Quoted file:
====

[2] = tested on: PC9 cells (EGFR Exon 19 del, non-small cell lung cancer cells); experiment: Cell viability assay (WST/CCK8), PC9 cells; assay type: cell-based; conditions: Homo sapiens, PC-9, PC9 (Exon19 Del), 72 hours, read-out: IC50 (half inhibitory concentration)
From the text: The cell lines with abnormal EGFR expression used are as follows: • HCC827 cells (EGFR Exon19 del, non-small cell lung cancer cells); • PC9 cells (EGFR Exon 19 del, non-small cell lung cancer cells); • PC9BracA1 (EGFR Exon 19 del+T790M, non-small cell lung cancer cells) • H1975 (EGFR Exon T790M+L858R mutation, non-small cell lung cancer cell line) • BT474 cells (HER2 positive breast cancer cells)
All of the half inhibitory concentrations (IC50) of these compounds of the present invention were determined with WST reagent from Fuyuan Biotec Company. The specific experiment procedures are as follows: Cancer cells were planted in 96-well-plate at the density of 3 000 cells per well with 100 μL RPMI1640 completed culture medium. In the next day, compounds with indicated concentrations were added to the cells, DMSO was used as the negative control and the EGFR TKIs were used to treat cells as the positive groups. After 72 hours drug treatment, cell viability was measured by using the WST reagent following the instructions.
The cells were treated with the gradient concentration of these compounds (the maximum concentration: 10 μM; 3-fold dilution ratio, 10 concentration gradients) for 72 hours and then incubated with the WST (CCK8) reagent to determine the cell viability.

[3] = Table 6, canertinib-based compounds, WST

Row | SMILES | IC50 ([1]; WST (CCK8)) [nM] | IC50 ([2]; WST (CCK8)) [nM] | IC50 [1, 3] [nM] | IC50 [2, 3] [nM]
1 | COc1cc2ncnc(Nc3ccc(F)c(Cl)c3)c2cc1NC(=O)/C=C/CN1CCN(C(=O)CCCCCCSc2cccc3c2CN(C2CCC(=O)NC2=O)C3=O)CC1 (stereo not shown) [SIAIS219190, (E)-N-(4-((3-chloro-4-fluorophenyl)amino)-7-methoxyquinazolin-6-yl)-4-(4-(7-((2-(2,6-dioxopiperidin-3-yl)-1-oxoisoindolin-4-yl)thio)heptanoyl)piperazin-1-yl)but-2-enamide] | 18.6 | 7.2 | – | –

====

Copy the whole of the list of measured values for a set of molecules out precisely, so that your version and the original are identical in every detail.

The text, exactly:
[2] = tested on: PC9 cells (EGFR Exon 19 del, non-small cell lung cancer cells); experiment: Cell viability assay (WST/CCK8), PC9 cells; assay type: cell-based; conditions: Homo sapiens, PC-9, PC9 (Exon19 Del), 72 hours, read-out: IC50 (half inhibitory concentration)
From the text: The cell lines with abnormal EGFR expression used are as follows: • HCC827 cells (EGFR Exon19 del, non-small cell lung cancer cells); • PC9 cells (EGFR Exon 19 del, non-small cell lung cancer cells); • PC9BracA1 (EGFR Exon 19 del+T790M, non-small cell lung cancer cells) • H1975 (EGFR Exon T790M+L858R mutation, non-small cell lung cancer cell line) • BT474 cells (HER2 positive breast cancer cells)
All of the half inhibitory concentrations (IC50) of these compounds of the present invention were determined with WST reagent from Fuyuan Biotec Company. The specific experiment procedures are as follows: Cancer cells were planted in 96-well-plate at the density of 3 000 cells per well with 100 μL RPMI1640 completed culture medium. In the next day, compounds with indicated concentrations were added to the cells, DMSO was used as the negative control and the EGFR TKIs were used to treat cells as the positive groups. After 72 hours drug treatment, cell viability was measured by using the WST reagent following the instructions.
The cells were treated with the gradient concentration of these compounds (the maximum concentration: 10 μM; 3-fold dilution ratio, 10 concentration gradients) for 72 hours and then incubated with the WST (CCK8) reagent to determine the cell viability.

[3] = Table 6, canertinib-based compounds, WST

Row | SMILES | IC50 ([1]; WST (CCK8)) [nM] | IC50 ([2]; WST (CCK8)) [nM] | IC50 [1, 3] [nM] | IC50 [2, 3] [nM]
1 | COc1cc2ncnc(Nc3ccc(F)c(Cl)c3)c2cc1NC(=O)/C=C/CN1CCN(C(=O)CCCCCCSc2cccc3c2CN(C2CCC(=O)NC2=O)C3=O)CC1 (stereo not shown) [SIAIS219190, (E)-N-(4-((3-chloro-4-fluorophenyl)amino)-7-methoxyquinazolin-6-yl)-4-(4-(7-((2-(2,6-dioxopiperidin-3-yl)-1-oxoisoindolin-4-yl)thio)heptanoyl)piperazin-1-yl)but-2-enamide] | 18.6 | 7.2 | – | –